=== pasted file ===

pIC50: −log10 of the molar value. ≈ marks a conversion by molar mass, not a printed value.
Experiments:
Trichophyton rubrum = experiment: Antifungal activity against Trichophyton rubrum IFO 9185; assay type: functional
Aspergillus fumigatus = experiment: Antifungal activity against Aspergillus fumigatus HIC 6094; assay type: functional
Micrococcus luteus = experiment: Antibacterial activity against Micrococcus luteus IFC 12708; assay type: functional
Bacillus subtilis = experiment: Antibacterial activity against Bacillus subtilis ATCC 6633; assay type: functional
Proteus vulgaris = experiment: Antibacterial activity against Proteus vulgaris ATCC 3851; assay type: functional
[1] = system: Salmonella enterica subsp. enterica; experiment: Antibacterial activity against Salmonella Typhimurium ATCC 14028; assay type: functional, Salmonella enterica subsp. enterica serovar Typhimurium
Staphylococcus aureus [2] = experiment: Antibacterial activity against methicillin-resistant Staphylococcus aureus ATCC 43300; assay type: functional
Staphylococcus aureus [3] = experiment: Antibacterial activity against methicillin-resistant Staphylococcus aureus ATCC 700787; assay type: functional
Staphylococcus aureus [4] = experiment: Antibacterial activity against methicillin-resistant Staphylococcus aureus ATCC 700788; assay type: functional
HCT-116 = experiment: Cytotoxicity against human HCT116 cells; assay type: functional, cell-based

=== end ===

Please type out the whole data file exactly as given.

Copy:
pIC50: −log10 of the molar value. ≈ marks a conversion by molar mass, not a printed value.
Experiments:
Trichophyton rubrum = experiment: Antifungal activity against Trichophyton rubrum IFO 9185; assay type: functional
Aspergillus fumigatus = experiment: Antifungal activity against Aspergillus fumigatus HIC 6094; assay type: functional
Micrococcus luteus = experiment: Antibacterial activity against Micrococcus luteus IFC 12708; assay type: functional
Bacillus subtilis = experiment: Antibacterial activity against Bacillus subtilis ATCC 6633; assay type: functional
Proteus vulgaris = experiment: Antibacterial activity against Proteus vulgaris ATCC 3851; assay type: functional
[1] = system: Salmonella enterica subsp. enterica; experiment: Antibacterial activity against Salmonella Typhimurium ATCC 14028; assay type: functional, Salmonella enterica subsp. enterica serovar Typhimurium
Staphylococcus aureus [2] = experiment: Antibacterial activity against methicillin-resistant Staphylococcus aureus ATCC 43300; assay type: functional
Staphylococcus aureus [3] = experiment: Antibacterial activity against methicillin-resistant Staphylococcus aureus ATCC 700787; assay type: functional
Staphylococcus aureus [4] = experiment: Antibacterial activity against methicillin-resistant Staphylococcus aureus ATCC 700788; assay type: functional
HCT-116 = experiment: Cytotoxicity against human HCT116 cells; assay type: functional, cell-based